We develop an analytical repertoire for understanding historical interrelationships between water infrastructure, regional environmental politics, and large-scale coastal ecosystems. In doing so, we scrutinize how notions of urban resilience, climate adaptation, and ecosystem-based infrastructure are influencing contemporary planning practice. Our account from New Orleans and the Mississippi River Delta traces several large-scale hydrological engineering projects with origins in the early 20th century, which aimed to restructure the landscape for more effective maritime transportation, flood protection, and urban drainage.
The account then turns to a discussion of a massive and ongoing planning project, which aims to restore the historical dynamics of the Mississippi River Delta, diverting the river into nearby coastal wetlands to provide storm protection for vulnerable communities, most especially New Orleans. Our analysis shows how the development of water infrastructure systems in the region produced cleavages in the region’s body politic and eco-hydrology, generating disputes that threaten to slow or obstruct the plan’s implementation.
The study shows how the forms and discourses of political contention in the present are deeply informed by past decisions regarding the placement, operation, and maintenance of water infrastructures in the region. The conflicts that emerge from these cleavages comprise the primary obstacle facing ecosystem-based strategies aimed at securing New Orleans and other major settlements in the region from storm surges. This raises fundamental challenges for planning practice, which are explored here through a discussion of situational dissensus, conflicting rationalities, and pathways for democratic institutional innovation.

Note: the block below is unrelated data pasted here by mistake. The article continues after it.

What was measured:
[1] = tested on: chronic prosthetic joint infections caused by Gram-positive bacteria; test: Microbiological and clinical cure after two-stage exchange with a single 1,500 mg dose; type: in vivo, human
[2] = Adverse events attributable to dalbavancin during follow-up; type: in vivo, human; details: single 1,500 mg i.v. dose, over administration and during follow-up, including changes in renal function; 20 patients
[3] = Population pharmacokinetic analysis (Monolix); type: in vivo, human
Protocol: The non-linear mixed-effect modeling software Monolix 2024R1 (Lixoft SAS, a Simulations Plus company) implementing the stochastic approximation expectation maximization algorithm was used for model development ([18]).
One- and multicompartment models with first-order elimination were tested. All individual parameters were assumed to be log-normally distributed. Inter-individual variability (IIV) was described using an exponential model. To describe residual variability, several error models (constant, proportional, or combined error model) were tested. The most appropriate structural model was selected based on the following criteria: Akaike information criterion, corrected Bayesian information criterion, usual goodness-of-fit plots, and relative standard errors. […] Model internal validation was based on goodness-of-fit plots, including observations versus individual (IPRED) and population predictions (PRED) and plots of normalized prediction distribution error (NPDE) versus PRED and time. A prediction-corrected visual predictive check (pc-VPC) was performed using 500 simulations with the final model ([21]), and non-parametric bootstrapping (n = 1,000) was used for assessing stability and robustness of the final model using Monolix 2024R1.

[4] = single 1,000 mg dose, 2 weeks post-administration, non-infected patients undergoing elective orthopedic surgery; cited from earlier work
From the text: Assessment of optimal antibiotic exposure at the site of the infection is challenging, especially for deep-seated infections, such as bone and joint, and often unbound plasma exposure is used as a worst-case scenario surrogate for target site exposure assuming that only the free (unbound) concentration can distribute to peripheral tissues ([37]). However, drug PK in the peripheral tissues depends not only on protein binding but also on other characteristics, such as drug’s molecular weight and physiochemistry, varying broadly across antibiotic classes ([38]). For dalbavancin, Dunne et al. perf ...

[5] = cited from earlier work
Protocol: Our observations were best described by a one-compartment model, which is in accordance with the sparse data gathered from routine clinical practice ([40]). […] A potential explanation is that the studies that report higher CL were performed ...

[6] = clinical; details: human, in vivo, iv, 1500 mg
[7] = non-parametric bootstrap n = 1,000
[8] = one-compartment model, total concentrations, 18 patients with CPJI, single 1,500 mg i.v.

Research news | 2019-09-13
Achieving the Sustainable Development Goals through six actionable steps
Research news | 2019-09-12
Centre researchers contribute to first practical guide to offer proven techniques for planning and achieving nature-based solutions
Research news | 2019-09-10
Report from fourth meeting between world’s largest seafood companies and their quest to turn their business sector more sustainable
Research news | 2019-09-09
Understanding the relationships between forest resilience and soil erosion in tropical forests affected by human and natural disturbances
Research news | 2019-09-06
In Philippine fishing communities, gender roles have a bigger influence than price on fishers’ business decisions
Research news | 2019-09-04
Will help private investment to protect the ocean and the people that rely on it